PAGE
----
I think most people in Leicester will respect that and it has been put in place for a reason. If we get any intelligence from Leicester such as a minibus or coach travelling to Nottingham then we will act accordingly.
British Transport Police will be doing the same. You are still allowed to travel to get to work, but they will be looking for a breach of the guidance, such as going shopping or going on a night out.
The Department of Health and Social Care (DHSC) said 43,730 people had died in hospitals, care homes and the wider community after testing positive for coronavirus in the UK as of 5pm on Monday, up by 155 from 43,575 the day before.
The Government figures do not include all deaths involving Covid-19 across the UK, which are thought to have passed 54,000.
The DHSC also said in the 24-hour period up to 9am on Tuesday, 133,467 tests were carried out or dispatched, with 689 positive results. Overall, a total of 9,426,631 tests have been carried out and 312,654 cases have been confirmed positive.
The figure for the number of people tested has been “temporarily paused to ensure consistent reporting” across all methods of testing.
Here’s the latest from Leicester:
This eerie footage shows Leicester’s deserted streets after people retreated indoors when the city was put under a localised location.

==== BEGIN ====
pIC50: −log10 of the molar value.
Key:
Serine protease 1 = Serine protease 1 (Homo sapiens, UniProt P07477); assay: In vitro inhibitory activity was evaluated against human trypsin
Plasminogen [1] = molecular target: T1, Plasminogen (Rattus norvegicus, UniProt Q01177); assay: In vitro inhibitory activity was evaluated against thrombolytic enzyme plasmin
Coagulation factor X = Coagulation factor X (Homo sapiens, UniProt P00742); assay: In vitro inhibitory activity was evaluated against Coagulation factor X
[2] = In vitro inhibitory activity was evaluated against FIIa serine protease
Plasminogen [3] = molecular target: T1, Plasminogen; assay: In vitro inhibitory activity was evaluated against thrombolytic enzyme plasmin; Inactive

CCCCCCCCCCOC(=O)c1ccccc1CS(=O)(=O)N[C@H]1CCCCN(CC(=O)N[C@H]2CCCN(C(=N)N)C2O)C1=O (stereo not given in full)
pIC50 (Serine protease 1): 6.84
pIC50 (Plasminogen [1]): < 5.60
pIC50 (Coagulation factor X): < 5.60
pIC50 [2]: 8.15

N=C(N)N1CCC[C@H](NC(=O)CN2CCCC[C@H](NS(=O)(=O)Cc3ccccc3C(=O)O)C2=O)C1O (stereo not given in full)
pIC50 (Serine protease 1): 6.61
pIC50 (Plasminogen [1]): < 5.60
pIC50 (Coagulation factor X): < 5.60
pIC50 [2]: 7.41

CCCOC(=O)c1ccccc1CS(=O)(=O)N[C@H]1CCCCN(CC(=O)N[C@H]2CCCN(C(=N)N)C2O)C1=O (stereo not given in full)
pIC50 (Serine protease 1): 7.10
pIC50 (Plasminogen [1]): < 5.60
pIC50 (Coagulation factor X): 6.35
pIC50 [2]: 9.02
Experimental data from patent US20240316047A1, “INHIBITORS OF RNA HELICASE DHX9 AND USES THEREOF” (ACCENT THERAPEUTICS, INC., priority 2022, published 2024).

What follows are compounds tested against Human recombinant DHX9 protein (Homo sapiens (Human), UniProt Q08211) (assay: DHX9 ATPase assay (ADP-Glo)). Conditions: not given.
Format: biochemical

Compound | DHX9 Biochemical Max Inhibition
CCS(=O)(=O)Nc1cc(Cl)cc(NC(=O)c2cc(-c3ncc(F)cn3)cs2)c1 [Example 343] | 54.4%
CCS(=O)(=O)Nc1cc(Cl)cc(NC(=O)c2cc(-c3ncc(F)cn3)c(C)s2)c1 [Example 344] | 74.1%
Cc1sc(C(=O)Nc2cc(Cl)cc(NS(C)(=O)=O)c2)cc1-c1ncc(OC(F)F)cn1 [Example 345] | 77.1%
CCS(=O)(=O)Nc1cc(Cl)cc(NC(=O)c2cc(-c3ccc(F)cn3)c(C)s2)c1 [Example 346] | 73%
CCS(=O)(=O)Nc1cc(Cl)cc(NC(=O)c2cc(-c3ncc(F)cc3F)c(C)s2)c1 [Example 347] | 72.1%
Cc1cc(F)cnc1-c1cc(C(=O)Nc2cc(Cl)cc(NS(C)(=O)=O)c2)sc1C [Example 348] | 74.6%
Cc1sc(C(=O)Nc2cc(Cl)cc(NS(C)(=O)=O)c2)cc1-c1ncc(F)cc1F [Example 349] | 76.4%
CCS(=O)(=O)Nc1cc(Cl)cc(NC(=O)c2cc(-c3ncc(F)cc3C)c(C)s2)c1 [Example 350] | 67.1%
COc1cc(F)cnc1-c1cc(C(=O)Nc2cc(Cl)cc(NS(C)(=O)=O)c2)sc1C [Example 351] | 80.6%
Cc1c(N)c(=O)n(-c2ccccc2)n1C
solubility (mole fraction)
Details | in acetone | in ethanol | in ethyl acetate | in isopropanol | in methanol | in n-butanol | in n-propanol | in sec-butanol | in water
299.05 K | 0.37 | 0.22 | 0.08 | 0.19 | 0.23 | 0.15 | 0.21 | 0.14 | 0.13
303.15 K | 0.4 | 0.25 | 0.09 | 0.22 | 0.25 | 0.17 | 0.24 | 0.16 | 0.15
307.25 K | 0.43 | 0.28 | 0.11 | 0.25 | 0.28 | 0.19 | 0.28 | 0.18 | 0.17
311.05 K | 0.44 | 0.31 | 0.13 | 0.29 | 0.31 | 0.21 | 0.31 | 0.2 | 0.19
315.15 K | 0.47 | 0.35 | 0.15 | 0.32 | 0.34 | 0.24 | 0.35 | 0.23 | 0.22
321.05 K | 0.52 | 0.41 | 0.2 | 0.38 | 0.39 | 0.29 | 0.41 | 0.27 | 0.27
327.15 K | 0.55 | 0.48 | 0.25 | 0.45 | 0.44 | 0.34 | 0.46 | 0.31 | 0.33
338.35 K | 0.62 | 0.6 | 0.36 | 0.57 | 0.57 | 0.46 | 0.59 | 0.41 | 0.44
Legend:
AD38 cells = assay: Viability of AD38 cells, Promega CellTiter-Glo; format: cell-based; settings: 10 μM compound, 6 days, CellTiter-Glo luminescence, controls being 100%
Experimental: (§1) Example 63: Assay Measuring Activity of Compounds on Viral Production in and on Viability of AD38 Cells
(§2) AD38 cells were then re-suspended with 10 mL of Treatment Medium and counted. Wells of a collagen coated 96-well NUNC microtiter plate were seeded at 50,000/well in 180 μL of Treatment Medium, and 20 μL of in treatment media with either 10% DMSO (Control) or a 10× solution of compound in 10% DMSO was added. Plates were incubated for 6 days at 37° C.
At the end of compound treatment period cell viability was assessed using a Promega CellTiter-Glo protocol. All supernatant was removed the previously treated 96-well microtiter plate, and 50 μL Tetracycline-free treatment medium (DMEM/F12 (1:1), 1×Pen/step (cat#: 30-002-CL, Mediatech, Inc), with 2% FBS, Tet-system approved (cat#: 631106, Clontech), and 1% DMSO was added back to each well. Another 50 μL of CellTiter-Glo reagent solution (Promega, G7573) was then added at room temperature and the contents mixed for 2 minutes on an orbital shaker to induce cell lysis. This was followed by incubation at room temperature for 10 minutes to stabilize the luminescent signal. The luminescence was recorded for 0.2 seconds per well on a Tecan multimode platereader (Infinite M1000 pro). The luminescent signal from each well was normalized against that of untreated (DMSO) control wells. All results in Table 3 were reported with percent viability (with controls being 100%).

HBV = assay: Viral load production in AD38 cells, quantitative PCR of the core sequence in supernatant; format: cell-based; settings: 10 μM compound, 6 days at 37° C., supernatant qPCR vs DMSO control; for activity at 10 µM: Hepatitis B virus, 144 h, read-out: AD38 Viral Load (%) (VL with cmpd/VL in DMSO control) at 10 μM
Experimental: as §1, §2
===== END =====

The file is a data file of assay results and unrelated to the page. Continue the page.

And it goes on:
Matt Hancock announced on Monday that the current social-distancing measures would be extended in Leicester for at least two weeks while rules are relaxed in the rest of the UK. The Heath Secretary said that the Covid-19 transmission rate was three times higher in Leicester than the next in a UK city.
Hundreds of jobs are likely to be cut at shirtmaker TM Lewin as it announced it will close all of its stores and switch sales online.
The menswear brand, famous for its office clothes, runs 66 shops.
Investor SCP Private Equity bought TM Lewin in May from private equity owner Bain Capital.
In a statement, Resolve, which has been hired to restructure the business, said: “This acquisition secured the future of the brand at a time of unprecedented uncertainty within the retail sector. After considerable review, and due to the many issues currently being experienced by high street retailers, it has been determined that the future of the TM Lewin brand will be online-only.”
On the proposed scrapping of the NHS surcharge for migrant health and care workers, Holly Lynch said “no progress as to how this will be delivered has been forthcoming” following the commitment made by Government over a month ago.